# Question on bilineal and quadratic forms

My first question is:

Let $$\phi: V \rightarrow \mathbb{R}$$ a quadratic form. We say that a vector $$x$$ is autoconjugate if its conjugate with its self, that is, $$\phi(x)=0$$. Does the set of all autoconjugate vectors form a subspace of V? (My guess: The set of all those vectors would be :$$S= \{x \in V | \phi(x) = 0\}$$ which is extremely similar to the Ker of something. That is where my problem lies, does a quadratic form have such a thing like a Ker? Is it equal to the Ker of the bilinear form or does a bilinear form have a Ker?

My second question is:

How do bilinear and quadratic forms look like (I mean visually)?

You can define that subset like you just did, but in general it'll only be a cone (that is, $$\lambda x \in S$$ for any scalar $$\lambda$$ and $$x \in S$$).

For example, take the quadratic form $$\phi(x,y) = x^2 - y^2$$ on $$\mathbb{R}^2$$. Then $$S = \{ (x,y) \mid x = y \text{ or } x = -y \}.$$ This is the union of two lines, but is not a linear subspace of $$\mathbb{R}^2$$.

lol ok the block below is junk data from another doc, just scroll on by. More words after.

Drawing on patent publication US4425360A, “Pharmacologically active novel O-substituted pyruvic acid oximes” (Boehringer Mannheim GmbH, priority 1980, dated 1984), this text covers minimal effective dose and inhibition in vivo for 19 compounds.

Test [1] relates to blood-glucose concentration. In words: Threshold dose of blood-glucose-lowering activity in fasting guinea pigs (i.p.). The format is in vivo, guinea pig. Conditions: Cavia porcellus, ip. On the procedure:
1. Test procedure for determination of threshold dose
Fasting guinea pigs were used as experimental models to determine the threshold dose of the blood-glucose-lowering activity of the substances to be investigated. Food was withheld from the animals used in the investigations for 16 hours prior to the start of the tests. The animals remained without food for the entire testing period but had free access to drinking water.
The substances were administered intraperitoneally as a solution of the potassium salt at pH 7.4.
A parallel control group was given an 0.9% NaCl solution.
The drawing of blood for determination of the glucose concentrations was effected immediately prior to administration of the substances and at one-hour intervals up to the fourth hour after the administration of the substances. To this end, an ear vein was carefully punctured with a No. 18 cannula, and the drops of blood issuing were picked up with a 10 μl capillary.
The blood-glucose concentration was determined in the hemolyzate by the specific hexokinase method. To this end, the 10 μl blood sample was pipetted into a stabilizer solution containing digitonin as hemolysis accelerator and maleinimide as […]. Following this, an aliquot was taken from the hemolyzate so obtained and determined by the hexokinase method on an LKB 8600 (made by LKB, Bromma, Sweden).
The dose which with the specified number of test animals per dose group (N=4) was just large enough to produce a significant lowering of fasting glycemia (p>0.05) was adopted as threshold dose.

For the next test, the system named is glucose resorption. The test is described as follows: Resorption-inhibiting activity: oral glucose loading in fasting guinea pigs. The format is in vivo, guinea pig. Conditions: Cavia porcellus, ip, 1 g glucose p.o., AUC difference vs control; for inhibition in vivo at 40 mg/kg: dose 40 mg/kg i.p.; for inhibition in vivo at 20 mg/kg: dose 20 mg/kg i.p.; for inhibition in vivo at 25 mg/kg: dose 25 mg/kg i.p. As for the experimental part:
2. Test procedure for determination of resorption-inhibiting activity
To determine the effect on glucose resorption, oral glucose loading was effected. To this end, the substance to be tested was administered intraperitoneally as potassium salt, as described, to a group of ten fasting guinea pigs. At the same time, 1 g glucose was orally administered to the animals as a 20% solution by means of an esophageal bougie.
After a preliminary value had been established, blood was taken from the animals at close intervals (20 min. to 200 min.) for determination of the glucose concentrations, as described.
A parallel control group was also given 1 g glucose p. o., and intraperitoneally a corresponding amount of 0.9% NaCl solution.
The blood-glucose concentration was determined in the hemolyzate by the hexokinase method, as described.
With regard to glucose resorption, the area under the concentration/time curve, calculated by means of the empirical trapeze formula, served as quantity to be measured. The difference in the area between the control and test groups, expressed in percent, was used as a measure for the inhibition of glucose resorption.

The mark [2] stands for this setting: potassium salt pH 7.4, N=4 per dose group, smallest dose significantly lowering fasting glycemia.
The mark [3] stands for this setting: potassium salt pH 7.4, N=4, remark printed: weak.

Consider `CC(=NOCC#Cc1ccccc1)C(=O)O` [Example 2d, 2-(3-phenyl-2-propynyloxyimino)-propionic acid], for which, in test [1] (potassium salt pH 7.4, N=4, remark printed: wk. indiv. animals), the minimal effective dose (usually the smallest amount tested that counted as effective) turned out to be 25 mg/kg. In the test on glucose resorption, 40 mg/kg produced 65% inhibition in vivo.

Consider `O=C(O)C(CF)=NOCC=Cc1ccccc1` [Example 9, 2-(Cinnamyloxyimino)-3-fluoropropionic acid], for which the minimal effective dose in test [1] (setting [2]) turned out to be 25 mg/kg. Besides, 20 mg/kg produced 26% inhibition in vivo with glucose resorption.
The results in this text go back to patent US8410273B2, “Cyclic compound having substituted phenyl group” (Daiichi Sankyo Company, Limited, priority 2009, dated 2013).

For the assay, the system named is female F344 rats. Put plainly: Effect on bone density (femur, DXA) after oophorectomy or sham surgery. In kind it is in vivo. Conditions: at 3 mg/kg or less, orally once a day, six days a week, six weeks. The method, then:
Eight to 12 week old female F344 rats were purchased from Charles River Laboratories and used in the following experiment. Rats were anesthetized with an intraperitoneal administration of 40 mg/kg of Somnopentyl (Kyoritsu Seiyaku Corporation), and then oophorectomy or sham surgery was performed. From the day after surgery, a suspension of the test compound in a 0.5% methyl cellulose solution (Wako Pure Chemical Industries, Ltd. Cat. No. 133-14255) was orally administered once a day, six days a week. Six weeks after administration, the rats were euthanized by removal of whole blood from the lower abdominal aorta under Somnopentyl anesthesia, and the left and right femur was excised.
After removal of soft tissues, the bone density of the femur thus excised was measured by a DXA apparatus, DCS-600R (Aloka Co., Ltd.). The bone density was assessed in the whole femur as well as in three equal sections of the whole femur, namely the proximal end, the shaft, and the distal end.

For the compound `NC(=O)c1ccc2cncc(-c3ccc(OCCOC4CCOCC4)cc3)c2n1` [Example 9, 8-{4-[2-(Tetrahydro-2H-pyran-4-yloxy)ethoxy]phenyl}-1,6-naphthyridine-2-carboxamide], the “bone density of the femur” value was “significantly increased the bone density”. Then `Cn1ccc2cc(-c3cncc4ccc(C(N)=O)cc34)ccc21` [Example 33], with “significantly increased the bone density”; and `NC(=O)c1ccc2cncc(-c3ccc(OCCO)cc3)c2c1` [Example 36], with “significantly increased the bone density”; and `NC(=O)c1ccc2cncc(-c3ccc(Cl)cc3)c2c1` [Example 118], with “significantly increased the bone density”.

I don't have the full answer, but I believe you can define a Ker for quadratic and bilinear forms, yes. They just might not have the properties they would have for linear operators, such as being a vector space for instance.

So even if the answer to your problem is indeed a Ker, I'm not sure it helps a lot to know it.

As for what they look like, well the simplest quadratic form is a degree 2 polynomial, and one of the most common bilinear forms is a scalar product, even if it's a bit harder to visualise.